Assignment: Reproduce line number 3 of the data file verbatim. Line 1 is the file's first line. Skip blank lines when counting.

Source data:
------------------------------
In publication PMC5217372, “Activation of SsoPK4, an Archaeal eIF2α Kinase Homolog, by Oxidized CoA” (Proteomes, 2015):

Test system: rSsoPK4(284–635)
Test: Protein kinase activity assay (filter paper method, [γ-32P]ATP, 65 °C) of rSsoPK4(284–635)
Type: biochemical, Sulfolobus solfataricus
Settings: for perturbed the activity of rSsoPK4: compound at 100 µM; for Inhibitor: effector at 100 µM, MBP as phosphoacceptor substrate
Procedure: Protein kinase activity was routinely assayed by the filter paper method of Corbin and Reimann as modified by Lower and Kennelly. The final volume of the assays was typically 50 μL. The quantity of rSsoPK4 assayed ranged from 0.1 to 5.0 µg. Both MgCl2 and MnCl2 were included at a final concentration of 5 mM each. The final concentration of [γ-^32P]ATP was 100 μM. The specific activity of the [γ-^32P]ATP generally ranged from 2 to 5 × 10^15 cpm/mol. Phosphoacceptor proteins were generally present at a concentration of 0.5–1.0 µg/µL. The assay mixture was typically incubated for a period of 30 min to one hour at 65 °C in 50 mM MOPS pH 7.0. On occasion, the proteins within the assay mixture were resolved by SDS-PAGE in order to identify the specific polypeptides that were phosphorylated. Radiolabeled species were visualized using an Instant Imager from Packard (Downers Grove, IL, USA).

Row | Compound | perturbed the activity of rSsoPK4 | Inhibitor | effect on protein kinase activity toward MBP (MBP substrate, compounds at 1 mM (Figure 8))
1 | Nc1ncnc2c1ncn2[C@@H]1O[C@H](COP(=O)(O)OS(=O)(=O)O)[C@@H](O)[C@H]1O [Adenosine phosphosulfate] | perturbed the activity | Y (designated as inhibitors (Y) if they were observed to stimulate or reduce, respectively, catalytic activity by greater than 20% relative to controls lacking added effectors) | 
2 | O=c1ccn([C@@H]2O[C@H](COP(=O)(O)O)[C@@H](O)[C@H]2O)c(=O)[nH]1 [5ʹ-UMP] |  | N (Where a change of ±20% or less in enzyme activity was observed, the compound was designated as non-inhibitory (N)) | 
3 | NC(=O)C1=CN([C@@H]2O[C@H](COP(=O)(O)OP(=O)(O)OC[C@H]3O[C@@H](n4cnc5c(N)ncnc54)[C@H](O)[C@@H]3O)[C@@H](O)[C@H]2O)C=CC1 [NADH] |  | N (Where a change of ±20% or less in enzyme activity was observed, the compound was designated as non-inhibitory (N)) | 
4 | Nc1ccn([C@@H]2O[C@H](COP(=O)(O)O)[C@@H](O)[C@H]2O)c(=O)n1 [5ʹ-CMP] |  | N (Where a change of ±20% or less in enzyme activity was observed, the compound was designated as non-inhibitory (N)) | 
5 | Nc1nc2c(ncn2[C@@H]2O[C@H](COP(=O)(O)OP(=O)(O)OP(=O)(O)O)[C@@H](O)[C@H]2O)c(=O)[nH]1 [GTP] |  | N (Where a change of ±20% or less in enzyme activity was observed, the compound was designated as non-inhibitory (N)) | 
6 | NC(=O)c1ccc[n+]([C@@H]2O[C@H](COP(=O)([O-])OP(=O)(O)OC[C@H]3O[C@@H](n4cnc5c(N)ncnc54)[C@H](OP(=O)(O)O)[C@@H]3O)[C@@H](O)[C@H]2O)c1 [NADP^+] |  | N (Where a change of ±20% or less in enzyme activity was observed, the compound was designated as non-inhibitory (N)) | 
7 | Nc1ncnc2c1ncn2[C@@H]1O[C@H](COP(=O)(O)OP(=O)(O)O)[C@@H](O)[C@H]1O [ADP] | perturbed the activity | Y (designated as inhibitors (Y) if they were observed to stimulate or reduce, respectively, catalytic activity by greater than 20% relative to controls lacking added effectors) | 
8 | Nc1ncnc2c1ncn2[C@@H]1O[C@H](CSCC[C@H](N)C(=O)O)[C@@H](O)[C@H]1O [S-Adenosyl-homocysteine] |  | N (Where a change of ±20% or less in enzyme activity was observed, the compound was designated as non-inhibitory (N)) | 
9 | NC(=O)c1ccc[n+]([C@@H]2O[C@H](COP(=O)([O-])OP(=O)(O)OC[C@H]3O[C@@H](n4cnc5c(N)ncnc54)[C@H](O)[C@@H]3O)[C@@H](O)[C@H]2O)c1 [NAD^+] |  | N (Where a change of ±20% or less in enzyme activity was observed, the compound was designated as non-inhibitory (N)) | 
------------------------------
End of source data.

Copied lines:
Test: Protein kinase activity assay (filter paper method, [γ-32P]ATP, 65 °C) of rSsoPK4(284–635)